A couple of songs that are popping up on my iPod this days:
– The Weapon, Rush: This is one of those songs crying out for an update. It’s from the 1982 album Signals, which along with 1984’s Grace Under Pressure, has plenty of good songs but is forever trapped by its dated synthesizer sound. The Weapon is the best example. Alex Lifeson plays some snappy guitar riffs in counterpoint to the synths, and the lyrics — about fear as a means of controlling the masses — have aged better than a lot of Neil Peart’s efforts to be profound. (“The knowledge that they fear is a weapon to be used against them” is a nice broadly applicable slogan.)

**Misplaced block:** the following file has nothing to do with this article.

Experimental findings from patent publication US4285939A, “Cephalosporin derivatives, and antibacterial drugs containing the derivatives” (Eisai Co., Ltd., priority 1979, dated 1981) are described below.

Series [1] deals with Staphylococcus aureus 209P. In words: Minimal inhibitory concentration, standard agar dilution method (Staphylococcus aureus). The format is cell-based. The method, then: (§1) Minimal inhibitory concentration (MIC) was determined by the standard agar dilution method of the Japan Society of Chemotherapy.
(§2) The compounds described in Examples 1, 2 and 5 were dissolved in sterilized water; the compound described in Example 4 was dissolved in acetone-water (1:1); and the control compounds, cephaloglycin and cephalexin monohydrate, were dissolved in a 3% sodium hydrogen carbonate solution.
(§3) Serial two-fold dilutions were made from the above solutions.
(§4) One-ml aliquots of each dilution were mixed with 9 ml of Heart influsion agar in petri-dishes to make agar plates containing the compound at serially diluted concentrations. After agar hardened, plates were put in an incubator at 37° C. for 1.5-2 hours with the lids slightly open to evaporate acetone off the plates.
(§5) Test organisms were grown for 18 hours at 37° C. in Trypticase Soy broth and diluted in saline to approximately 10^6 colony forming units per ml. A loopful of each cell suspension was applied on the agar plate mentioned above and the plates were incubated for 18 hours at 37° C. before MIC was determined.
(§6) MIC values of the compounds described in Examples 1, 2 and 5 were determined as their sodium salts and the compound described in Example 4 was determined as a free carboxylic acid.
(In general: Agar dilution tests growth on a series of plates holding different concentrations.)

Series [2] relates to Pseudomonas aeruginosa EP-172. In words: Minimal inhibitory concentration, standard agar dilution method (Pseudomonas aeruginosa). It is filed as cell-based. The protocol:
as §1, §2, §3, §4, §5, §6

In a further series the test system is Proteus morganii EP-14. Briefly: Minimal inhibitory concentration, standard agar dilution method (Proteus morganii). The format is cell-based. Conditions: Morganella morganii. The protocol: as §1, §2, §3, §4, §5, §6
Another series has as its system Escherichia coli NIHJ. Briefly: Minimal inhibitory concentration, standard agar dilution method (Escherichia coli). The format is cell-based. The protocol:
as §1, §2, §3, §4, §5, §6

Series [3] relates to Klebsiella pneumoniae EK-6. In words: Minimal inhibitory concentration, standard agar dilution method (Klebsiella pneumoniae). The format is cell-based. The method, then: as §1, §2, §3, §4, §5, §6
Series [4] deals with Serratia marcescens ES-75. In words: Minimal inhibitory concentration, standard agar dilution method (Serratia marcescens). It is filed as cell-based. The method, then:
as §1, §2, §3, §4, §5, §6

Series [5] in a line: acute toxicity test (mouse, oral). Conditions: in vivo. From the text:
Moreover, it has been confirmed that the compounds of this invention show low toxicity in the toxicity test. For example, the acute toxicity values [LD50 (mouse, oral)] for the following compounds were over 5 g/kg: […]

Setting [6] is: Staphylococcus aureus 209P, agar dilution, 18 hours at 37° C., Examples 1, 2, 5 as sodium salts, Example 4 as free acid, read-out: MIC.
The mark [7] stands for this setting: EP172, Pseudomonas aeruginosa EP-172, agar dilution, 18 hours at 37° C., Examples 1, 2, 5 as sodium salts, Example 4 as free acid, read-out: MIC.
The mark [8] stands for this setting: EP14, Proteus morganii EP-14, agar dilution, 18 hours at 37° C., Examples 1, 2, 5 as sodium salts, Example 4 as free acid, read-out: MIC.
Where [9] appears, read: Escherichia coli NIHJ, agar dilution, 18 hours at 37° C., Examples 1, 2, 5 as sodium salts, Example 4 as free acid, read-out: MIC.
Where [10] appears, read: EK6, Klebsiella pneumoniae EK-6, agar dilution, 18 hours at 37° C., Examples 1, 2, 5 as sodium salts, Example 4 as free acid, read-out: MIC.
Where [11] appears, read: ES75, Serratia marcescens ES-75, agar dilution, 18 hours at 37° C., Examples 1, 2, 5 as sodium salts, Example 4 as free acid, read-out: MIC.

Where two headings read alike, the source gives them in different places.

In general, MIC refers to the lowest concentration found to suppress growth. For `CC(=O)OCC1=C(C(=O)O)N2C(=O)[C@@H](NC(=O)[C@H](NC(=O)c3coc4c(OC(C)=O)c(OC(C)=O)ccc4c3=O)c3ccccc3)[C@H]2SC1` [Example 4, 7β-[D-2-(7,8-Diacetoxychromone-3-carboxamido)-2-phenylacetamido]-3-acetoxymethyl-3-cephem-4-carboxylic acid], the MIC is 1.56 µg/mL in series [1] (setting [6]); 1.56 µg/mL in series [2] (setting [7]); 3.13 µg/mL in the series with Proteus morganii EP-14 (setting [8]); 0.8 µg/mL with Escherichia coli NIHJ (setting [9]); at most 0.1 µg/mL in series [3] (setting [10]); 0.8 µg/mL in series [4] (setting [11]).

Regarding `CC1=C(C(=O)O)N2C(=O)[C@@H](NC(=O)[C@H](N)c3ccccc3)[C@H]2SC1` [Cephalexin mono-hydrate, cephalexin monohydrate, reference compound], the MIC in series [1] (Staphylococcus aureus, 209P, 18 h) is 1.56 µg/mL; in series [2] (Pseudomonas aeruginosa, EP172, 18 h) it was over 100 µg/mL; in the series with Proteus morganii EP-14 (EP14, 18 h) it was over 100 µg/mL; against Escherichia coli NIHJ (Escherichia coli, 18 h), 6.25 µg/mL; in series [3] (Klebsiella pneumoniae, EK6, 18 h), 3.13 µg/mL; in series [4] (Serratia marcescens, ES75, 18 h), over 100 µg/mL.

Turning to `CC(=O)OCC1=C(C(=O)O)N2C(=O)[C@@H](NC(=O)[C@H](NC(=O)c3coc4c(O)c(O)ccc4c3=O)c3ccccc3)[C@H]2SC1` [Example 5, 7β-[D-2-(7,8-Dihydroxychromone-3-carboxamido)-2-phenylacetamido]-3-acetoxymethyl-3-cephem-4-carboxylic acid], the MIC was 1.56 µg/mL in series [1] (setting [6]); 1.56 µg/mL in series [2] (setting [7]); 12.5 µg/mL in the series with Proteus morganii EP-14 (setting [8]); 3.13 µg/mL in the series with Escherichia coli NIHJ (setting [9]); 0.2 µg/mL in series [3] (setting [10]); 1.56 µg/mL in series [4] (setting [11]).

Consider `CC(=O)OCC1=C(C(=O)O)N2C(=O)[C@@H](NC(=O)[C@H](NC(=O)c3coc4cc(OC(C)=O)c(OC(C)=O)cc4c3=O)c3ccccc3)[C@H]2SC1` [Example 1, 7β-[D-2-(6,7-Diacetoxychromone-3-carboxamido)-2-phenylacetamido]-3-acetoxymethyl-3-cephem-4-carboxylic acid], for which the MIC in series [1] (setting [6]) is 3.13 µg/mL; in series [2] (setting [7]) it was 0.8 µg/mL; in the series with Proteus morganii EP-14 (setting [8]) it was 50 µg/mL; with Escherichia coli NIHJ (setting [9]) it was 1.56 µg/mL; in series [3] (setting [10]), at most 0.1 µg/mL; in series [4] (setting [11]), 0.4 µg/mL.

– Worn Me Down, Rachael Yamagata: In other hands, this would be a tedious whinefest. She gives an unsympathetic account of herself — one might even say pathetic — as the woman who finally realizes that she needs to back out of this relationship because the guy just isn’t going to get over his ex, to the point that there’s a metaphorical third person in the bed. The reason it works: She gains strength from seeing the situation so clearly, even though she realizes that the situation was, simply put, icky. “No, you’re wrong, you’re wrong / I’m not overreacting,” she sings. She’s resigned to the situation but is leaving with her dignity, and she’ll leave it with a song that rocks a little. Good for her. The song is a little overproduced, with far too many vocal overdubs near the end, but that’s nit-picking.